Year : 2002 | Volume
: 18 | Issue : 2 | Page : 150--151
Renal cell carcinoma in autosomal dominant polycystic kidney disease
M Raghavendran, Rakesh Kapoor, Anant Kumar, Waheed Zaman, Aneesh Srivastava, Anil Mandhani
Department of Urology, SGPGI, Lucknow, India
Department of Urology, SGPGIMS, Raebareli Road, Lucknow - 226 014
|How to cite this article:|
Raghavendran M, Kapoor R, Kumar A, Zaman W, Srivastava A, Mandhani A. Renal cell carcinoma in autosomal dominant polycystic kidney disease.Indian J Urol 2002;18:150-151
|How to cite this URL:|
Raghavendran M, Kapoor R, Kumar A, Zaman W, Srivastava A, Mandhani A. Renal cell carcinoma in autosomal dominant polycystic kidney disease. Indian J Urol [serial online] 2002 [cited 2020 Oct 29 ];18:150-151
Available from: https://www.indianjurol.com/text.asp?2002/18/2/150/37619
Walters and Braasch first reported association of ADPKD and RCC in 1934, and 30 such cases have been described in the literature.  Hereby we present one such case seen.
A 43-year-old male presented with left flank pain, haematuria and loss of appetite for last one month. He had a positive family history for ADPKD. Examination revealed a cachectic male, with bilateral renomegaly and left kidney harder than the right. Renal and liver function tests were normal. Renal ultrasound and CT scan showed pancreatic cysts, bilateral renal cysts (multiple) and a large exophtic mass from left kidney with renal vein thrombus. CT scan confirmed the findings [Figure 1],[Figure 2]. Diagnostic aspirate cytology was positive for malignant cells. The patient was subjected to a radical nephrectomy. Histopathology revealed Grade IV RCC, RV thrombus and multiple cysts. He made uneventful recovery.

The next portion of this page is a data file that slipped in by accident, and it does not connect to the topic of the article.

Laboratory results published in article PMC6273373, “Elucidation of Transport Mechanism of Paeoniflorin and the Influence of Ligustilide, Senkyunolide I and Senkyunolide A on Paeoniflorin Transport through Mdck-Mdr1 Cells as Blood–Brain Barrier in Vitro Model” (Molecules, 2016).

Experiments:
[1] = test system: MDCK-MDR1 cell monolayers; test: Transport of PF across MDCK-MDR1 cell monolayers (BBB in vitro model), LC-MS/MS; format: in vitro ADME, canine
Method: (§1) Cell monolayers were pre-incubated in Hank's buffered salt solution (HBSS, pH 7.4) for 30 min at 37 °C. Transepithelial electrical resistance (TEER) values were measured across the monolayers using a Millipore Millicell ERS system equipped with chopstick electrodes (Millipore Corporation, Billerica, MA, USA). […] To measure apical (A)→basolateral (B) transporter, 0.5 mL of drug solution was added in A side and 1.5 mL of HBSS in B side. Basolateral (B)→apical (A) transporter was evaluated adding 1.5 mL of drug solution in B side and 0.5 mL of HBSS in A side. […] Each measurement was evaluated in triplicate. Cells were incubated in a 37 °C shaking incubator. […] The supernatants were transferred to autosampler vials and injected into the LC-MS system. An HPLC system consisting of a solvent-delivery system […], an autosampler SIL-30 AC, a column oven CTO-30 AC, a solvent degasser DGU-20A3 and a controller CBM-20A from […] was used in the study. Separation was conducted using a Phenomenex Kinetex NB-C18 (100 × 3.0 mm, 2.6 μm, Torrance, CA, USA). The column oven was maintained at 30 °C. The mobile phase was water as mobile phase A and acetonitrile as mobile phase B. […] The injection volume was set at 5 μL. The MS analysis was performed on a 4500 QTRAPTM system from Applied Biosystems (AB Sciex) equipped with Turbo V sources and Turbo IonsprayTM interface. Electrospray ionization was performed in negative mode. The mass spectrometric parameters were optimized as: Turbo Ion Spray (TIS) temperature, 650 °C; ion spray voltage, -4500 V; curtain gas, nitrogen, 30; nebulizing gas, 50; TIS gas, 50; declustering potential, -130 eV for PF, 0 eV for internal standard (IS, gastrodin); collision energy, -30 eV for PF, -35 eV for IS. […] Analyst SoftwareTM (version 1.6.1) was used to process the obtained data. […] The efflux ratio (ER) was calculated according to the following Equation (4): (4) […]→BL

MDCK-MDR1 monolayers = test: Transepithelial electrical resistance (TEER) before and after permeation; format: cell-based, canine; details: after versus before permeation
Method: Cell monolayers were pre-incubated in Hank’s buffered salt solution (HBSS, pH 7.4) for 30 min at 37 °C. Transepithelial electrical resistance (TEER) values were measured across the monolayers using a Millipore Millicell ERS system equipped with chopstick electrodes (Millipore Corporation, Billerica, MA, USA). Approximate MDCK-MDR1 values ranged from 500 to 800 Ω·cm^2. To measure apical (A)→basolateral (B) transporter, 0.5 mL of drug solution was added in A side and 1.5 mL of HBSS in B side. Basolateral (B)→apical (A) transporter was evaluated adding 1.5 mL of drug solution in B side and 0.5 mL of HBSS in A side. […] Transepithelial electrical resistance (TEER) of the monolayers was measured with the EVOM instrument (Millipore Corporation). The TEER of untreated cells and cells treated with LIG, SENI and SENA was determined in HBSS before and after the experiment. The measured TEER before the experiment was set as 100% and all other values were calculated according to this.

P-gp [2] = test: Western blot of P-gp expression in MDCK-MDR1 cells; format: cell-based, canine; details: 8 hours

ADPKD is the most common cystic disease seen in 1: 500-1000 patients.  Risk of renal carcinoma in these patients is controversial and reportedly  Coexistence of RCC and renal cyst in same kidney has been reported in only 1-2% of cases of RCC. Earlier differentiation between cyst and RCC was not apparent readily, so the cyst puncture, fluid aspiration and cytology were standard diagnostic tests. But now these are needed less due to advent of CT and MRI. Review of literature also revealed that earlier the majority of diagnoses were made after surgical exploration.
Keith et al concluded that ADPKD is not a risk factor for RCC, but in these patients RCC occurs at a younger age and there is increased incidence of bilateral, multicentric, sarcomatoid tumours.  In addition to the above features, there may be an increased incidence of high grade tumours in these patients as seen in our case.
The next question is that of management and this is controversial. We preferred unilateral nephrectomy because of the following factors : Low incidence of RCC, morbidity of bilateral nephrectomy, management of anephric state and presence of no mass on contralateral exploration. However these patients need repeated imaging on regular followup. Multiple imaging modalities must be used. The development of small suspicious lesion in the remaining kidney necessitates aggressive workup including guided biopsies and if need be open exploration.
|1||Walters W, Braasch WC. Surgical aspects of polycystic kidneys. Surg Gynecol Obstet 1934: 58: 649.|
|2||Zeir M, Gerberth S. Ritz E. ADPKD: Clinical problems. Nephron 1988:49:177.|
|3||Gregoire JR. Torres VE. Holley KE. Farrow GM. Renal epithelial hyperplastic and neoplastic proliferation in ADPKD. Am J Kidney Dis 1987: 9: 27.|
|4||Keith DS, Torsey VE. King BE. RCC in ADPKD. J Am Soc Nephrol 1994:4:1661.|